Two men jailed for money laundering following Hampshire & Isle of Wight Constabulary investigation
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Two men have been jailed for their involvement in a complex fraud and money laundering operation, following a lengthy investigation by Hampshire & Isle of Wight Constabulary’s Economic Crime Unit (ECU).
The money laundering offences were born out of cyber-enabled payment diversion fraud activity that occurred between February and April 2017.
During this period, victims were defrauded cumulatively to the tune of more than £200,000. The fraud involved email accounts of victims in North Yorkshire and in London being compromised, and money transfers – including funds from the sale of a house on one particular occasion – being intercepted and diverted to fraudulent bank accounts.
From there, the stolen money was transferred through various personal bank accounts, with large sums also being spent or withdrawn including from banks and at a London casino.
A Hampshire ECU investigation, launched in May 2018, led officers to the home address of 49-year-old Tyrone Christie (also known as Tyrone Trim) which was searched under warrant and a computer was seized.
The examination of this computer unearthed documentation providing evidence of a ‘money-mule’ network, including invoices, letters and other relevant documentation in the names of individuals involved in the dissipation of funds from both frauds.
Enquiries also established suspicious banking activity linked to Christie, involving large transfers and withdrawals of cash, dating back to 2016 – pre-dating the fraud.
Hampshire ECU’s lengthy investigation tracked the banking and payment activities, and a number of people were arrested and subsequently charged following enquiries.
The following two people were found guilty at Portsmouth Crown Court on Wednesday 3 May this year, at a trial which began on Monday 17 April:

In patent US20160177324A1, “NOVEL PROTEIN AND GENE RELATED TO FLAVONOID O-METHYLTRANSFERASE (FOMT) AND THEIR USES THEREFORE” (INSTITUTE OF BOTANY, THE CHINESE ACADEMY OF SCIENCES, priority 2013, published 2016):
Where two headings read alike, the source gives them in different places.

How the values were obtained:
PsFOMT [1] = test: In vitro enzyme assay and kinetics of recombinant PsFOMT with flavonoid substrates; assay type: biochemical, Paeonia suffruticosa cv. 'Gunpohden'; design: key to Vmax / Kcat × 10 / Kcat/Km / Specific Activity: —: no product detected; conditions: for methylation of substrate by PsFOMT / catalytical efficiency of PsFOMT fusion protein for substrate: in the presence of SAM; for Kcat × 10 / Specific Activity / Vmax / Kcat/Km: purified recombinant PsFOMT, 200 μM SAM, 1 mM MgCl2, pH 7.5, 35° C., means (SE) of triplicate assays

Tyrone Christie (also known as Tyrone Trim), aged 49, of Riverside Drive in Mitcham, Surrey, was found guilty of entering into or becoming concerned in a money laundering arrangement between 13 July 2016 and 25 July 2017.
Gary Taylor (also known as Gareth Amaru Williams), aged 58, of Manor Road in South Norwood, was found guilty of one count of entering into or becoming concerned in a money laundering arrangement between 3 April 2017 and 2 June 2017, and one count of concealing, converting, disguising, or removing £100,134 of criminal property between 10 April 2017 and 19 April 2017.
At previous hearings prior to this year’s trial, the following defendants pleaded guilty to offences:
Samuel Bryant, aged 34, formerly of Cornflower Way in Melksham, pleaded guilty to concealing, disguising, converting, transferring or removing £70,023 of criminal property between 1 January 2017 and 9 May 2018.
Rachel Stephanie Herd, aged 54, of Arctic Road in Cowes, Isle of Wight, pleaded guilty on 1 March this year to concealing, converting, disguising, or removing £111,339.60 of criminal property between 1 January 2017 and 9 May 2018.
Fabian Nathaniel Thomas, aged 32, of Ashley Road in Bristol, pleaded guilty on 23 March this year to concealing, converting, disguising, or removing £20,000 of criminal property between 1 January 2017 and 9 May 2018.